As I reflect on my time at UD, I am excited about the future of CEOE and am confident that its best days are yet to come. I would like to express my gratitude to President Assanis, Provost Morgan and my fellow deans for this tremendous career growth opportunity. Thank you, too, to my leadership team, faculty, staff, students and the Dean’s Advisory Council for their support in working with me to execute my vision for the college. I hope I have helped make CEOE and UD a better place. I hope to continue to be a resource for the next dean, as well as the students, faculty, and staff that make up this wonderful community.


9.11: Ocean Resources - Geosciences

Session Resources include videos, animations, and simulations that are intended to be used with the curriculum. HTML5 versions of the animations were made possible through funding from the National Marine Sanctuary Foundation, award #16-06-B-00071 Providing More Experience resources are described in the right hand pages of the curriculum and offer excellent supplemental information to support your students' learning.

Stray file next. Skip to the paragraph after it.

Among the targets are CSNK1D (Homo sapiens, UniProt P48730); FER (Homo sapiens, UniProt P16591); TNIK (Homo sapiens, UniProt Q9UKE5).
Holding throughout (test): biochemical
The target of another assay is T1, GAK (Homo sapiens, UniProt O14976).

Session Resources

Session 2.1: Finding Out About Carbon

We recommend using Safari or Firefox as the internet browser to download any video files - Google Chrome may not allow you to download these files. We also recommend that you use QuickTime as your video player.

Session 2.2: Tracking Carbon through Respiration

Session 2.3: Tracking Carbon through Photosynthesis, Part 1

Session 2.4: Tracking Carbon through Photosynthesis, Part 2

We recommend using Safari or Firefox as the internet browser to download any video files - Google Chrome may not allow you to download these files. We also recommend that you use QuickTime as your video player.